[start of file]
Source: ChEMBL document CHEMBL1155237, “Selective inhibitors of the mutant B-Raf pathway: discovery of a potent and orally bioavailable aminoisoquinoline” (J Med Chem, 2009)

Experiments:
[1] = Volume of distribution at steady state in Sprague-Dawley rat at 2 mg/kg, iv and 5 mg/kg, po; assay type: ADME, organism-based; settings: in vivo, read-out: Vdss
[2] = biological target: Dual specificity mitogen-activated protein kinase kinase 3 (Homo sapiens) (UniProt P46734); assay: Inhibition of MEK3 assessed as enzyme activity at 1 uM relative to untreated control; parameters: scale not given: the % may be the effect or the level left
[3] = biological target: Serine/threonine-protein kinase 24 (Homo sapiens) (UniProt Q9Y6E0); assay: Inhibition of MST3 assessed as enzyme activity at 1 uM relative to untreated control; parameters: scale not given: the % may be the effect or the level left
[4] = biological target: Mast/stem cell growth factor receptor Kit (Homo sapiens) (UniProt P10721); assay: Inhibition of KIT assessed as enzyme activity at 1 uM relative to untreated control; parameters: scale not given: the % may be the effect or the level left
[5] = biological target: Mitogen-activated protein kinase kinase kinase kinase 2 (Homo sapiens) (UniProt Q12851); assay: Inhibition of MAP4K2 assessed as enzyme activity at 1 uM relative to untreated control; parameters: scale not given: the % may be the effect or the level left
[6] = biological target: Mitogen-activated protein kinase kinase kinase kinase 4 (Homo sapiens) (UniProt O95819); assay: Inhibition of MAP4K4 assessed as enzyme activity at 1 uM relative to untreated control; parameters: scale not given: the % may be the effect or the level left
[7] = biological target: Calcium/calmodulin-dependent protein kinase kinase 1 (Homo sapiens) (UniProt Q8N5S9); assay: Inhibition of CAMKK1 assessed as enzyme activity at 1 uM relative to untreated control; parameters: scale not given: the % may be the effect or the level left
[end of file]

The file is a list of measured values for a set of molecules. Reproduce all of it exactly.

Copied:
Source: ChEMBL document CHEMBL1155237, “Selective inhibitors of the mutant B-Raf pathway: discovery of a potent and orally bioavailable aminoisoquinoline” (J Med Chem, 2009)

Experiments:
[1] = Volume of distribution at steady state in Sprague-Dawley rat at 2 mg/kg, iv and 5 mg/kg, po; assay type: ADME, organism-based; settings: in vivo, read-out: Vdss
[2] = biological target: Dual specificity mitogen-activated protein kinase kinase 3 (Homo sapiens) (UniProt P46734); assay: Inhibition of MEK3 assessed as enzyme activity at 1 uM relative to untreated control; parameters: scale not given: the % may be the effect or the level left
[3] = biological target: Serine/threonine-protein kinase 24 (Homo sapiens) (UniProt Q9Y6E0); assay: Inhibition of MST3 assessed as enzyme activity at 1 uM relative to untreated control; parameters: scale not given: the % may be the effect or the level left
[4] = biological target: Mast/stem cell growth factor receptor Kit (Homo sapiens) (UniProt P10721); assay: Inhibition of KIT assessed as enzyme activity at 1 uM relative to untreated control; parameters: scale not given: the % may be the effect or the level left
[5] = biological target: Mitogen-activated protein kinase kinase kinase kinase 2 (Homo sapiens) (UniProt Q12851); assay: Inhibition of MAP4K2 assessed as enzyme activity at 1 uM relative to untreated control; parameters: scale not given: the % may be the effect or the level left
[6] = biological target: Mitogen-activated protein kinase kinase kinase kinase 4 (Homo sapiens) (UniProt O95819); assay: Inhibition of MAP4K4 assessed as enzyme activity at 1 uM relative to untreated control; parameters: scale not given: the % may be the effect or the level left
[7] = biological target: Calcium/calmodulin-dependent protein kinase kinase 1 (Homo sapiens) (UniProt Q8N5S9); assay: Inhibition of CAMKK1 assessed as enzyme activity at 1 uM relative to untreated control; parameters: scale not given: the % may be the effect or the level left